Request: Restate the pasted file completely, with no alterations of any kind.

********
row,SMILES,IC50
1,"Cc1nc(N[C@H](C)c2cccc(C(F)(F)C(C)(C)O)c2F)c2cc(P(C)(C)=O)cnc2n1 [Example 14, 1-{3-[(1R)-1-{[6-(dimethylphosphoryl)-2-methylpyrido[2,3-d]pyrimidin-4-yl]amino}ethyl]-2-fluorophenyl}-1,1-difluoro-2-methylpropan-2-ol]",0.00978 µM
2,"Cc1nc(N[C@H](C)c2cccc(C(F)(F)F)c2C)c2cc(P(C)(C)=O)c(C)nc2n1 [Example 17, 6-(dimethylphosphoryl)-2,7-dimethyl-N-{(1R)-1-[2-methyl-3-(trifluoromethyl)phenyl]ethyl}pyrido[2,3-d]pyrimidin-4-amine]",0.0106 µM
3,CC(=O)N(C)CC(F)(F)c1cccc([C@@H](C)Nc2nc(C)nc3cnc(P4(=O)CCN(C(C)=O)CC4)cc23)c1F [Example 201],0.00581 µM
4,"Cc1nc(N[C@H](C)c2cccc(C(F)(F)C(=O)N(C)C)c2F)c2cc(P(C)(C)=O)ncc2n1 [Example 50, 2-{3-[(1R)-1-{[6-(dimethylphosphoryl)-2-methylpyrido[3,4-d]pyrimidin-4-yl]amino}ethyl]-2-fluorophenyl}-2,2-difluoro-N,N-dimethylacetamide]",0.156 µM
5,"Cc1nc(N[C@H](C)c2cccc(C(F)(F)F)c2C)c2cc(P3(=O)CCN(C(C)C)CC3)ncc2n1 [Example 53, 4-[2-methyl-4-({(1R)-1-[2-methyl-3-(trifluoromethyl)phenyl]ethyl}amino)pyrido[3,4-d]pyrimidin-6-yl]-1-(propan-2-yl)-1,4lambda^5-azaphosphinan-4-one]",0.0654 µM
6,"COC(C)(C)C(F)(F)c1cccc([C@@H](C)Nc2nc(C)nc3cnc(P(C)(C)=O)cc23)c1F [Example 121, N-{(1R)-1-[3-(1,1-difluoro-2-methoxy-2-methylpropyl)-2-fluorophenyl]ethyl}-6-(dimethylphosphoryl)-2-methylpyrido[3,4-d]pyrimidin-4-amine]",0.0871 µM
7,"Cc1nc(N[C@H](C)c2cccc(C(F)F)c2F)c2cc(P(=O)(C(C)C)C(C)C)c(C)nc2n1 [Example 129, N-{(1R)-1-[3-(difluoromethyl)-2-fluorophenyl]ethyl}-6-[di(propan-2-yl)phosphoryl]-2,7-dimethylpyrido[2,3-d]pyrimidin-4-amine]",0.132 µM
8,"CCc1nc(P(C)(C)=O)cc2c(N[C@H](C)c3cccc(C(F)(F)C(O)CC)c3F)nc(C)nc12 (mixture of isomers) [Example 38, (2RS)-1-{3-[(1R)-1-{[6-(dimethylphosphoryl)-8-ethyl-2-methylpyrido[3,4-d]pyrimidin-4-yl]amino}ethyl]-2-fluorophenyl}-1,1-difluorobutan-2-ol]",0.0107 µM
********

row,SMILES,IC50
1,"Cc1nc(N[C@H](C)c2cccc(C(F)(F)C(C)(C)O)c2F)c2cc(P(C)(C)=O)cnc2n1 [Example 14, 1-{3-[(1R)-1-{[6-(dimethylphosphoryl)-2-methylpyrido[2,3-d]pyrimidin-4-yl]amino}ethyl]-2-fluorophenyl}-1,1-difluoro-2-methylpropan-2-ol]",0.00978 µM
2,"Cc1nc(N[C@H](C)c2cccc(C(F)(F)F)c2C)c2cc(P(C)(C)=O)c(C)nc2n1 [Example 17, 6-(dimethylphosphoryl)-2,7-dimethyl-N-{(1R)-1-[2-methyl-3-(trifluoromethyl)phenyl]ethyl}pyrido[2,3-d]pyrimidin-4-amine]",0.0106 µM
3,CC(=O)N(C)CC(F)(F)c1cccc([C@@H](C)Nc2nc(C)nc3cnc(P4(=O)CCN(C(C)=O)CC4)cc23)c1F [Example 201],0.00581 µM
4,"Cc1nc(N[C@H](C)c2cccc(C(F)(F)C(=O)N(C)C)c2F)c2cc(P(C)(C)=O)ncc2n1 [Example 50, 2-{3-[(1R)-1-{[6-(dimethylphosphoryl)-2-methylpyrido[3,4-d]pyrimidin-4-yl]amino}ethyl]-2-fluorophenyl}-2,2-difluoro-N,N-dimethylacetamide]",0.156 µM
5,"Cc1nc(N[C@H](C)c2cccc(C(F)(F)F)c2C)c2cc(P3(=O)CCN(C(C)C)CC3)ncc2n1 [Example 53, 4-[2-methyl-4-({(1R)-1-[2-methyl-3-(trifluoromethyl)phenyl]ethyl}amino)pyrido[3,4-d]pyrimidin-6-yl]-1-(propan-2-yl)-1,4lambda^5-azaphosphinan-4-one]",0.0654 µM
6,"COC(C)(C)C(F)(F)c1cccc([C@@H](C)Nc2nc(C)nc3cnc(P(C)(C)=O)cc23)c1F [Example 121, N-{(1R)-1-[3-(1,1-difluoro-2-methoxy-2-methylpropyl)-2-fluorophenyl]ethyl}-6-(dimethylphosphoryl)-2-methylpyrido[3,4-d]pyrimidin-4-amine]",0.0871 µM
7,"Cc1nc(N[C@H](C)c2cccc(C(F)F)c2F)c2cc(P(=O)(C(C)C)C(C)C)c(C)nc2n1 [Example 129, N-{(1R)-1-[3-(difluoromethyl)-2-fluorophenyl]ethyl}-6-[di(propan-2-yl)phosphoryl]-2,7-dimethylpyrido[2,3-d]pyrimidin-4-amine]",0.132 µM
8,"CCc1nc(P(C)(C)=O)cc2c(N[C@H](C)c3cccc(C(F)(F)C(O)CC)c3F)nc(C)nc12 (mixture of isomers) [Example 38, (2RS)-1-{3-[(1R)-1-{[6-(dimethylphosphoryl)-8-ethyl-2-methylpyrido[3,4-d]pyrimidin-4-yl]amino}ethyl]-2-fluorophenyl}-1,1-difluorobutan-2-ol]",0.0107 µM